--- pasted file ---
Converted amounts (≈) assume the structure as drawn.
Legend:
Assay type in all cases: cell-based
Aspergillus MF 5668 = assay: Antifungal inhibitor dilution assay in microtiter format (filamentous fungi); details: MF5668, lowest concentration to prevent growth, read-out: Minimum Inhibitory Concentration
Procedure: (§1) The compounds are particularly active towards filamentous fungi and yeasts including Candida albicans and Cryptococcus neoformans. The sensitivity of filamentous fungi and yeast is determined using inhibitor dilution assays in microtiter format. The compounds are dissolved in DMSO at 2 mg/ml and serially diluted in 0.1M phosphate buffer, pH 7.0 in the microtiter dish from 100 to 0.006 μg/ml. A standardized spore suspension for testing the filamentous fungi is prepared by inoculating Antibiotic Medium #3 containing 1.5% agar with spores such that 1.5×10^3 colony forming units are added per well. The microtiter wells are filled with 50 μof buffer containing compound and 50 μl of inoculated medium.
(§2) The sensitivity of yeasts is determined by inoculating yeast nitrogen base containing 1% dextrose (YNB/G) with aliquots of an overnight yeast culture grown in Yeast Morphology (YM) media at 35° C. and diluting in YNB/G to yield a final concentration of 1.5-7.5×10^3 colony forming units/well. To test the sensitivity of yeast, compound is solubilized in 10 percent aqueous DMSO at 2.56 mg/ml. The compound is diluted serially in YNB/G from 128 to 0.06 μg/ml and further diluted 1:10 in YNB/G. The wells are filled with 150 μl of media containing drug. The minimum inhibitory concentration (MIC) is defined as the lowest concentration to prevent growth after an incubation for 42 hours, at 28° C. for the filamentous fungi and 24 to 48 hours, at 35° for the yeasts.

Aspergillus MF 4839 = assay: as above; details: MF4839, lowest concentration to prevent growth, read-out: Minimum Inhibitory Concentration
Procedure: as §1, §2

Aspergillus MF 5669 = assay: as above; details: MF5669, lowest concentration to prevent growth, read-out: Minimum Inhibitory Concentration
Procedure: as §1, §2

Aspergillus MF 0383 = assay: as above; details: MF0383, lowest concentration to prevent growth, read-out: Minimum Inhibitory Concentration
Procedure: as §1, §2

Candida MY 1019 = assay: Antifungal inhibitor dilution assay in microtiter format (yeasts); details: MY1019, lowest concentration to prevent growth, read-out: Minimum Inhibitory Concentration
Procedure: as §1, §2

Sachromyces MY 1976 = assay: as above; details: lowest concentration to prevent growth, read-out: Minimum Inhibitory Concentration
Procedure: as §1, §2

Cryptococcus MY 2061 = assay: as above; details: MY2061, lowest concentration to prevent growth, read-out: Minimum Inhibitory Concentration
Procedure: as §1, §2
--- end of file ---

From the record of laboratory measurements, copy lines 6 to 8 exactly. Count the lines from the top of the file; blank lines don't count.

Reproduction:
(§2) The sensitivity of yeasts is determined by inoculating yeast nitrogen base containing 1% dextrose (YNB/G) with aliquots of an overnight yeast culture grown in Yeast Morphology (YM) media at 35° C. and diluting in YNB/G to yield a final concentration of 1.5-7.5×10^3 colony forming units/well. To test the sensitivity of yeast, compound is solubilized in 10 percent aqueous DMSO at 2.56 mg/ml. The compound is diluted serially in YNB/G from 128 to 0.06 μg/ml and further diluted 1:10 in YNB/G. The wells are filled with 150 μl of media containing drug. The minimum inhibitory concentration (MIC) is defined as the lowest concentration to prevent growth after an incubation for 42 hours, at 28° C. for the filamentous fungi and 24 to 48 hours, at 35° for the yeasts.

Aspergillus MF 4839 = assay: as above; details: MF4839, lowest concentration to prevent growth, read-out: Minimum Inhibitory Concentration
Procedure: as §1, §2